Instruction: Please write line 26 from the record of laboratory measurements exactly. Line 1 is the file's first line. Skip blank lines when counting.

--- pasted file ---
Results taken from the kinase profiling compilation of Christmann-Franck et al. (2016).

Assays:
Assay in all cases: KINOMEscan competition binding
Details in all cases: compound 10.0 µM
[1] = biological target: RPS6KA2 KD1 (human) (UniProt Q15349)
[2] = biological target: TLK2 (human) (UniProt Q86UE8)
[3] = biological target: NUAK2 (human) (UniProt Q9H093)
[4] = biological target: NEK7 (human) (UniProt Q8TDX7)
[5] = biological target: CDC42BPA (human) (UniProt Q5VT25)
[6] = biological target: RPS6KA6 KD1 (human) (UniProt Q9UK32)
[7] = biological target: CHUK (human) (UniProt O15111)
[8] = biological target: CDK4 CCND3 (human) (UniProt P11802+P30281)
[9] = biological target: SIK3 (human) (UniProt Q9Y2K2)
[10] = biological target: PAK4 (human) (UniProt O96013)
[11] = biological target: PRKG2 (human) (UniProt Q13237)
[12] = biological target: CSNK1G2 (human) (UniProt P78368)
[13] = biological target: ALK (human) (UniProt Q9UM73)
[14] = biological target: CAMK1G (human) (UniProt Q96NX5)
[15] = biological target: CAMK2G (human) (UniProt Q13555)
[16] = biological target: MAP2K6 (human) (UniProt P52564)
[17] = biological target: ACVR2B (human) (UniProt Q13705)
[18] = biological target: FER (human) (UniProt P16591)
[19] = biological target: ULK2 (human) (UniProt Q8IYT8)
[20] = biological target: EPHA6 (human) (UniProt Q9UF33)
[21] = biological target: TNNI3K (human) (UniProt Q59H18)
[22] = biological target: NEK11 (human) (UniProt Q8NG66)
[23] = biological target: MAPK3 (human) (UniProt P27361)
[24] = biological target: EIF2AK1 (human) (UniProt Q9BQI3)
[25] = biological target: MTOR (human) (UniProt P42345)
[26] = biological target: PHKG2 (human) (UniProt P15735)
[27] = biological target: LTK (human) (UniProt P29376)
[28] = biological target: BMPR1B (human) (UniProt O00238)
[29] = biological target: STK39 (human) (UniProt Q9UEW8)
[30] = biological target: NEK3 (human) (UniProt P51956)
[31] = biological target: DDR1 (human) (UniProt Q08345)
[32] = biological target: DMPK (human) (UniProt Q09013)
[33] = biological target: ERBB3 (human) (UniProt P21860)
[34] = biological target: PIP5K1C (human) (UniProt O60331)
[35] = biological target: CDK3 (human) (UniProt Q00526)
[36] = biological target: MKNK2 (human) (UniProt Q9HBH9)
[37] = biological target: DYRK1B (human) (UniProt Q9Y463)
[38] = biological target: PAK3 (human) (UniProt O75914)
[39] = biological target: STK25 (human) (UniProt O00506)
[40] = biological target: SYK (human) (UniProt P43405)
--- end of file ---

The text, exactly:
[22] = biological target: NEK11 (human) (UniProt Q8NG66)